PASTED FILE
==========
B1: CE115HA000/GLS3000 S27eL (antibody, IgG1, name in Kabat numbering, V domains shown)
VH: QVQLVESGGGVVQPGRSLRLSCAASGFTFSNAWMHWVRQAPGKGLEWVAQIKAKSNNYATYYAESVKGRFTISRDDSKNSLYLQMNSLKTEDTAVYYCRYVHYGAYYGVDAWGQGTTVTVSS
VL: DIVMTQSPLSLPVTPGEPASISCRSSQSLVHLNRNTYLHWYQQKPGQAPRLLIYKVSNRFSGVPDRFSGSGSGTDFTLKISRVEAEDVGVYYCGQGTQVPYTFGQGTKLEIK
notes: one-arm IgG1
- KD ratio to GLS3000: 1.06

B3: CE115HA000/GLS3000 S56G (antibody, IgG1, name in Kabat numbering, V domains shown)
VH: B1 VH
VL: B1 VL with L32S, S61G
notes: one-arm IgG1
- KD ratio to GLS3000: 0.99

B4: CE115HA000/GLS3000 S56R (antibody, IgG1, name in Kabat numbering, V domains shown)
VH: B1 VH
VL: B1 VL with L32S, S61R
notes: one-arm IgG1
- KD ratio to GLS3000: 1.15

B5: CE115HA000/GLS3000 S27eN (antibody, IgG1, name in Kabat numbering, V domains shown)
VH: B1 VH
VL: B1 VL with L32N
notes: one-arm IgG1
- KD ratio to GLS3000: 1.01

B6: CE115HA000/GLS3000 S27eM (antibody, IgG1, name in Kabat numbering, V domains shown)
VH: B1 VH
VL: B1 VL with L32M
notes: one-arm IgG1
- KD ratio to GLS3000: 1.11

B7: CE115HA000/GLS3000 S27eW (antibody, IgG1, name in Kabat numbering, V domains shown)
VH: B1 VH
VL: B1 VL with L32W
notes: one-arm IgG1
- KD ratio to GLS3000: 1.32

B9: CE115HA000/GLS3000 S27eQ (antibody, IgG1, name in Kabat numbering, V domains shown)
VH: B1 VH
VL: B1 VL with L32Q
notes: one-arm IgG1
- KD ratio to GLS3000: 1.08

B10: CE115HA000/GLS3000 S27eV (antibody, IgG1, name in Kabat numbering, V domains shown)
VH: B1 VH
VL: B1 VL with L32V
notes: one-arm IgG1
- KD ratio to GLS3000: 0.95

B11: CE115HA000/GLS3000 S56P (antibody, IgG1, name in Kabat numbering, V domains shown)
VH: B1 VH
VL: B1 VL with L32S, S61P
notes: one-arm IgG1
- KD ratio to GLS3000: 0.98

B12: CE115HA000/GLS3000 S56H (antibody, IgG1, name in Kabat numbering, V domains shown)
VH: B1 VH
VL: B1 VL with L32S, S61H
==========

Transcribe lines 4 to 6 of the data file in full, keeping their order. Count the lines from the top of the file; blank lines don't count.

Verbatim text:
notes: one-arm IgG1
- KD ratio to GLS3000: 1.06

B3: CE115HA000/GLS3000 S56G (antibody, IgG1, name in Kabat numbering, V domains shown)